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Sleep is essential to a healthy lifestyle. Adults who do not receive the National Sleep Foundation’s (NSF) recommended seven to nine hours of sleep make themselves susceptible to many negative health impacts. These include increased risk of heart disease and type II diabetes, weight gain, depressed mood and even fatigue.
If you’re struggling to fall asleep at night, try changing your before-bed diet. Items that release tryptophan into your body (like turkey, causing the infamous Thanksgiving nap) help to aid your sleep, and eating foods with carbohydrates allows the tryptophan to become more accessible to the brain. Also, contrary to common belief, alcohol is a poor sleeping aid. While it does make you drowsy, it can also interrupt the sleep pattern throughout the night.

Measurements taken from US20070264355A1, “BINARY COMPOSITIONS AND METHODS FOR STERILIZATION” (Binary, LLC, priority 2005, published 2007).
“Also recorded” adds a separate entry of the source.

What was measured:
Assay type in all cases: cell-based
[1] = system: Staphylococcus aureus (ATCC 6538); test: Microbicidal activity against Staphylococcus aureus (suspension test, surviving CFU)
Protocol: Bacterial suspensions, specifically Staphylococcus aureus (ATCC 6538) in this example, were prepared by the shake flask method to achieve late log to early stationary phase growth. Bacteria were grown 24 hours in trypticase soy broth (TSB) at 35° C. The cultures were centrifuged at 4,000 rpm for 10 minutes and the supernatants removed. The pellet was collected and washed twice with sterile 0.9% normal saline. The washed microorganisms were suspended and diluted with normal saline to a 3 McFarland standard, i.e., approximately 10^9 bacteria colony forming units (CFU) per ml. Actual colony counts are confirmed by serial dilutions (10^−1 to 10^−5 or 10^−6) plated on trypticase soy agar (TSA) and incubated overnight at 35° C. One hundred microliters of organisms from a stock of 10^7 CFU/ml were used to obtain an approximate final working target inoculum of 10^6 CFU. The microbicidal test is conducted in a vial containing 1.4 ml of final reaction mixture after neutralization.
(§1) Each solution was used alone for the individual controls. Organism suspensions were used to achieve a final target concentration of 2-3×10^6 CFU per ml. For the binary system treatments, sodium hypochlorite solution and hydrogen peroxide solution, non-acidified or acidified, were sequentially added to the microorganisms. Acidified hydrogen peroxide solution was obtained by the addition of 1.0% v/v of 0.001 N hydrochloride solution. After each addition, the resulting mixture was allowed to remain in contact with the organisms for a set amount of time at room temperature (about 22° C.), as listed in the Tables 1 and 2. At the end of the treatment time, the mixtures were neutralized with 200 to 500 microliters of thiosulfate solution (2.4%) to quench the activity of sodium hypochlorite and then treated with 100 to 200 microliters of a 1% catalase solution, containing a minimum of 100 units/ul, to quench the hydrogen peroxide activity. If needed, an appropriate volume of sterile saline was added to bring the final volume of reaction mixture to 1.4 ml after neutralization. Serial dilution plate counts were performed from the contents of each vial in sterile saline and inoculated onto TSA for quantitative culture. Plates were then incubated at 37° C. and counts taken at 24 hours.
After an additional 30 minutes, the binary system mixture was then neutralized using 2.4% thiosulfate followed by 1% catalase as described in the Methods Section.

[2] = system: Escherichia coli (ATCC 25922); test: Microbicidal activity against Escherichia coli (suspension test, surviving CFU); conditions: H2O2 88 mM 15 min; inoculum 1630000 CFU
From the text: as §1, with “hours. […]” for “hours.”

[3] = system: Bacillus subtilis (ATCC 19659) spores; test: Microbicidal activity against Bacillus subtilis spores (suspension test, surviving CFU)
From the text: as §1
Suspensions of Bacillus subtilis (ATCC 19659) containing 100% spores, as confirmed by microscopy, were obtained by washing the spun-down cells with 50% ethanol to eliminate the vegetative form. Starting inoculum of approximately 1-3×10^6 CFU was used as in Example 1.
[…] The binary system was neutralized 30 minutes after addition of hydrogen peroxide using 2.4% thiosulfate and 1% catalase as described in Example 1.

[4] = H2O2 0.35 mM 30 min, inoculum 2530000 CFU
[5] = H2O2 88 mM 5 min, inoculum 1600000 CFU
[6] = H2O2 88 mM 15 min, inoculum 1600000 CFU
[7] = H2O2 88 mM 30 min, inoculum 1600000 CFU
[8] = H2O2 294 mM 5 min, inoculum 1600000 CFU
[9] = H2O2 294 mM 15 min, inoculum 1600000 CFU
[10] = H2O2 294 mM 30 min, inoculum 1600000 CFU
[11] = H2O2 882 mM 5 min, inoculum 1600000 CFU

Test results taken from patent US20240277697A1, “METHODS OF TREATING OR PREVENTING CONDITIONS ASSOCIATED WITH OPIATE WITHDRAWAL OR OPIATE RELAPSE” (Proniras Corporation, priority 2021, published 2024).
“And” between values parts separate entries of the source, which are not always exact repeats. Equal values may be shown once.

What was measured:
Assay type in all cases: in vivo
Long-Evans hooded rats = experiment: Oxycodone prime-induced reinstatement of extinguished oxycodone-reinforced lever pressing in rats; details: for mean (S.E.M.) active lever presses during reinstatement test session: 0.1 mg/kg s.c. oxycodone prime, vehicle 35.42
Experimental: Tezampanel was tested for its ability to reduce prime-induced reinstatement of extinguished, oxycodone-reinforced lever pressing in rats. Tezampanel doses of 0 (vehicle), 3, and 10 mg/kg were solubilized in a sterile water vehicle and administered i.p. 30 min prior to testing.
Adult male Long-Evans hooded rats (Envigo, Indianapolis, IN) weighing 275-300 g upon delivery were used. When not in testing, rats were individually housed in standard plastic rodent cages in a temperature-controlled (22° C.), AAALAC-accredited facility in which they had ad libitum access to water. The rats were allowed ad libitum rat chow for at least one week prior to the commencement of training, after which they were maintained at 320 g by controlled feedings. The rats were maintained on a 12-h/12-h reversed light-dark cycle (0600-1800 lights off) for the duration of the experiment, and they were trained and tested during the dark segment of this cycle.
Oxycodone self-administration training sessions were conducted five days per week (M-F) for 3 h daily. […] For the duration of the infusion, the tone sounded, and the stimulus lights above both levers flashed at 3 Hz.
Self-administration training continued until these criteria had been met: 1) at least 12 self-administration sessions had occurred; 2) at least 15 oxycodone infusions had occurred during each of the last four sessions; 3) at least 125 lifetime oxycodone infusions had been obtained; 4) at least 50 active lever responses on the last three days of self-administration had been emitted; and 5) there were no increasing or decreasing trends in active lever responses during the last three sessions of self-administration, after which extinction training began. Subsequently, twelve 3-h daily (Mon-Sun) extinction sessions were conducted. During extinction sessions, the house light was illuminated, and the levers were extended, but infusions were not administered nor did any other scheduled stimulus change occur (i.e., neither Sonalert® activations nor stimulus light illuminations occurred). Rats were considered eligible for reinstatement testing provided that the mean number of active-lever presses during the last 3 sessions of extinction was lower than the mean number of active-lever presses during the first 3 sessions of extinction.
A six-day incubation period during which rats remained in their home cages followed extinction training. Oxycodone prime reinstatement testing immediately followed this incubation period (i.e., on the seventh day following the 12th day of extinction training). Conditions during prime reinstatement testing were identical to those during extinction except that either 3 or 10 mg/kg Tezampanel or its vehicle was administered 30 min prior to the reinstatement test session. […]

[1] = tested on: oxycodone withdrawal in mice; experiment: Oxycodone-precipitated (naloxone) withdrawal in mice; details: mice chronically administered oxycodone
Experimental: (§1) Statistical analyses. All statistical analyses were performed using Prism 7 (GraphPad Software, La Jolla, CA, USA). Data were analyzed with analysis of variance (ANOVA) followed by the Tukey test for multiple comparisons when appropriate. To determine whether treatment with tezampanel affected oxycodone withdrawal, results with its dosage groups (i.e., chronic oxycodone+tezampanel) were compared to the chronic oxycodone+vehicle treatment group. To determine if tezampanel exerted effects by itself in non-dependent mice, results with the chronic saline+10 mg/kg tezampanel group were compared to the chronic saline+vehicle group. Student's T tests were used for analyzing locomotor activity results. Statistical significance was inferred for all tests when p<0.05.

But just as what you eat before bed affects your sleep, your sleep patterns affect your eating habits. Studies have shown that those who are sleep deprived are not only more likely to more fat-rich foods, but also consume more simple carbohydrates and fewer vegetables. This is possibly because sleep loss alters chemical signals connected to metabolism and hunger. In fact, some researchers believe sleep deprivation to be a factor in the rising rates of obesity.
Nonetheless, sleep deprivation should not be left untreated. If you are struggling in the area of sleep, MedBen WellLiving suggests seeing your family physician as soon as possible.
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SOURCE: National Sleep Foundation